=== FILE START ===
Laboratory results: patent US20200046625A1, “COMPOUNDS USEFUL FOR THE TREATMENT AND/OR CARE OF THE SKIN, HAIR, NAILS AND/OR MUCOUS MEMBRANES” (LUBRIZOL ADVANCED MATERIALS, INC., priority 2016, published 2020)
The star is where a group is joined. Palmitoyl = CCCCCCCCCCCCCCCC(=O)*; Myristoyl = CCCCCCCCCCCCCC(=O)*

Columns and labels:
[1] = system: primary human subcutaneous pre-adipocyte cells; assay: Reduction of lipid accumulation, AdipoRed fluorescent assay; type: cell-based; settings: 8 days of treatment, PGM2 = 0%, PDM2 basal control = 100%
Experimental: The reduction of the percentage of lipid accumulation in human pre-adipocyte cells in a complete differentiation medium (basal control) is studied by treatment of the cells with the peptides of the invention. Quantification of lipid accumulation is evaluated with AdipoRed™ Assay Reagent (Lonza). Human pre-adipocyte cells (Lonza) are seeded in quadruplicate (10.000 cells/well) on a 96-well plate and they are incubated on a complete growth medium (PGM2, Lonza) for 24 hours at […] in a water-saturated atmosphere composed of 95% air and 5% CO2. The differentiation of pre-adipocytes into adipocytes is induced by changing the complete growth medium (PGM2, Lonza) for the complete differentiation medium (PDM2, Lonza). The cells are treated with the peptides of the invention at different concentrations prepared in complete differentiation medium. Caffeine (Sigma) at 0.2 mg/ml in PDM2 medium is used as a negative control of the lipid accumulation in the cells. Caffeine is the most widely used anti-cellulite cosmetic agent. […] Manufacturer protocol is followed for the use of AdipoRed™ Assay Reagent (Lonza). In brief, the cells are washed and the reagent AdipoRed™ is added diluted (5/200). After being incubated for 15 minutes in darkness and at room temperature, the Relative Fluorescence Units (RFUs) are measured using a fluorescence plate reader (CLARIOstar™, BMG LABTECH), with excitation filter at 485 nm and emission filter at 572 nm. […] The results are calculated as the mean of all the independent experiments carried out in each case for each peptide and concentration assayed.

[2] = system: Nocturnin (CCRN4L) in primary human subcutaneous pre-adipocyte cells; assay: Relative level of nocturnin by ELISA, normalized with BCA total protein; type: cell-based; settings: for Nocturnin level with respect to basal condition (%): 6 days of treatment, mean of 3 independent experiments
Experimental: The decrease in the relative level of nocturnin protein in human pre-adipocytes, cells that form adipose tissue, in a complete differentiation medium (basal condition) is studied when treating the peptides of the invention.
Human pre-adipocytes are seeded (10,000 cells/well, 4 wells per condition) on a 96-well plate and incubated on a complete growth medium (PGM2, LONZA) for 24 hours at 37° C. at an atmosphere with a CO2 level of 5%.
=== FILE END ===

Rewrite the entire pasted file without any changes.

Laboratory results: patent US20200046625A1, “COMPOUNDS USEFUL FOR THE TREATMENT AND/OR CARE OF THE SKIN, HAIR, NAILS AND/OR MUCOUS MEMBRANES” (LUBRIZOL ADVANCED MATERIALS, INC., priority 2016, published 2020)
The star is where a group is joined. Palmitoyl = CCCCCCCCCCCCCCCC(=O)*; Myristoyl = CCCCCCCCCCCCCC(=O)*

Columns and labels:
[1] = system: primary human subcutaneous pre-adipocyte cells; assay: Reduction of lipid accumulation, AdipoRed fluorescent assay; type: cell-based; settings: 8 days of treatment, PGM2 = 0%, PDM2 basal control = 100%
Experimental: The reduction of the percentage of lipid accumulation in human pre-adipocyte cells in a complete differentiation medium (basal control) is studied by treatment of the cells with the peptides of the invention. Quantification of lipid accumulation is evaluated with AdipoRed™ Assay Reagent (Lonza). Human pre-adipocyte cells (Lonza) are seeded in quadruplicate (10.000 cells/well) on a 96-well plate and they are incubated on a complete growth medium (PGM2, Lonza) for 24 hours at […] in a water-saturated atmosphere composed of 95% air and 5% CO2. The differentiation of pre-adipocytes into adipocytes is induced by changing the complete growth medium (PGM2, Lonza) for the complete differentiation medium (PDM2, Lonza). The cells are treated with the peptides of the invention at different concentrations prepared in complete differentiation medium. Caffeine (Sigma) at 0.2 mg/ml in PDM2 medium is used as a negative control of the lipid accumulation in the cells. Caffeine is the most widely used anti-cellulite cosmetic agent. […] Manufacturer protocol is followed for the use of AdipoRed™ Assay Reagent (Lonza). In brief, the cells are washed and the reagent AdipoRed™ is added diluted (5/200). After being incubated for 15 minutes in darkness and at room temperature, the Relative Fluorescence Units (RFUs) are measured using a fluorescence plate reader (CLARIOstar™, BMG LABTECH), with excitation filter at 485 nm and emission filter at 572 nm. […] The results are calculated as the mean of all the independent experiments carried out in each case for each peptide and concentration assayed.

[2] = system: Nocturnin (CCRN4L) in primary human subcutaneous pre-adipocyte cells; assay: Relative level of nocturnin by ELISA, normalized with BCA total protein; type: cell-based; settings: for Nocturnin level with respect to basal condition (%): 6 days of treatment, mean of 3 independent experiments
Experimental: The decrease in the relative level of nocturnin protein in human pre-adipocytes, cells that form adipose tissue, in a complete differentiation medium (basal condition) is studied when treating the peptides of the invention.
Human pre-adipocytes are seeded (10,000 cells/well, 4 wells per condition) on a 96-well plate and incubated on a complete growth medium (PGM2, LONZA) for 24 hours at 37° C. at an atmosphere with a CO2 level of 5%.